(Bloomberg) -- Twitter Inc. sold data access to the Cambridge University academic who also obtained millions of Facebook Inc. users’ information that was later passed to a political consulting firm without the users’ consent.
Aleksandr Kogan, who created a personality quiz on Facebook to harvest information later used by Cambridge Analytica, established his own commercial enterprise, Global Science Research (GSR). That firm was granted access to large-scale public Twitter data, covering months of posts, for one day in 2015, according to Twitter.
“In 2015, GSR did have one-time API access to a random sample of public tweets from a five-month period from December 2014 to April 2015,” Twitter said in a statement to Bloomberg. “Based on the recent reports, we conducted our own internal review and did not find any access to private data about people who use Twitter.”
The company has removed Cambridge Analytica and affiliated entities as advertisers. Twitter said GSR paid for the access; it provided no further details. The Telegraph earlier reported that Twitter sold data to Kogan, who told the U.K. newspaper that he was in compliance with Twitter’s policies but didn’t elaborate on what level of access he received.
Twitter provides certain companies, developers and users with access to public data through its application programming interfaces (APIs), or software that requests and delivers information. The company sells the data to organizations, which often use them to analyze events, sentiment or customer service.
Enterprise customers are given the broadest data access, which includes the last 30 days of tweets or access to tweets from as far back as 2006. To get that access, the customers must explain how they plan to use the data, and who the end users will be.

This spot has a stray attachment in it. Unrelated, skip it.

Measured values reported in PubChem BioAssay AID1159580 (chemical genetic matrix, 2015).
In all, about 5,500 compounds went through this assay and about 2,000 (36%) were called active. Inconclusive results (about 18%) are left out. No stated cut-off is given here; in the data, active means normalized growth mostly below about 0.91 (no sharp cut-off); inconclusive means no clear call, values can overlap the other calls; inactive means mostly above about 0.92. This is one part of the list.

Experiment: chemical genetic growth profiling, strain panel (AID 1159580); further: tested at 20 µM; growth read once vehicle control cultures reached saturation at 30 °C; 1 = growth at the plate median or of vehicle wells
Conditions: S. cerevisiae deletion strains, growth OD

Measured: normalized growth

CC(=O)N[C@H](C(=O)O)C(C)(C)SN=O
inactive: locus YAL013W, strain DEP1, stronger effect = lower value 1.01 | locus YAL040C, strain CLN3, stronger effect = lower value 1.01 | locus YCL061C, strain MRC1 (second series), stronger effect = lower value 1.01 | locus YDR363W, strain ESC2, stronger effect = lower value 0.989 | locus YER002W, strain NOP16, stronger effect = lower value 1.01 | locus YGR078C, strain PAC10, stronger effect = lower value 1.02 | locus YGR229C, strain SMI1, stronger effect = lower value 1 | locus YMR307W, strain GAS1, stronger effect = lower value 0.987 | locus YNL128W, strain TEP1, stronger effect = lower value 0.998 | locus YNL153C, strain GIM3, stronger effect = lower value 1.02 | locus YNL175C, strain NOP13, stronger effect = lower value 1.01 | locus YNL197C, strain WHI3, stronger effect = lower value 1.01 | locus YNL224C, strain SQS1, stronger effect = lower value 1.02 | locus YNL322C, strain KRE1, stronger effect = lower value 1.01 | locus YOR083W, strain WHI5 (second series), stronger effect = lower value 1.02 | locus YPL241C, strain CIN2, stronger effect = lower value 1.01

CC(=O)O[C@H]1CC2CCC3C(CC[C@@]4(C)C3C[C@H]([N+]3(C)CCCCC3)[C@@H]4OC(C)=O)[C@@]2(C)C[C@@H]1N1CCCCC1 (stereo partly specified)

Twitter doesn’t sell private direct messaging data, and users must opt in to have their tweets include a location. Twitter’s “data licensing and other revenue” grew about 20 percent, to $90 million, in the first quarter.
Social media companies have come under intense scrutiny over reports that Facebook failed to protect the privacy of its users. Companies like Twitter tend to have access to less private information than Facebook. The latter has said that Cambridge Analytica, which worked for President Donald Trump’s 2016 campaign, may have harvested data on 87 million users.
About 270,000 people downloaded Kogan’s personality quiz app, which shared information the people and their friends that was then improperly passed to Cambridge Analytica. Facebook Chief Executive Officer Mark Zuckerberg has testified in front of Congress about the misuse of data, and lawmakers have called on Twitter CEO Jack Dorsey and Google CEO Sundar Pichai to testify as well.
Criticism of Twitter’s failure to prevent misinformation and abuse on its platform has risen since the 2016 election. In the first quarter, the company removed more than 142,000 applications connected to the Twitter API that was collectively responsible for more than 130 million “low-quality” tweets during the period. The company has also limited the ability of users to perform coordinated actions across multiple accounts.
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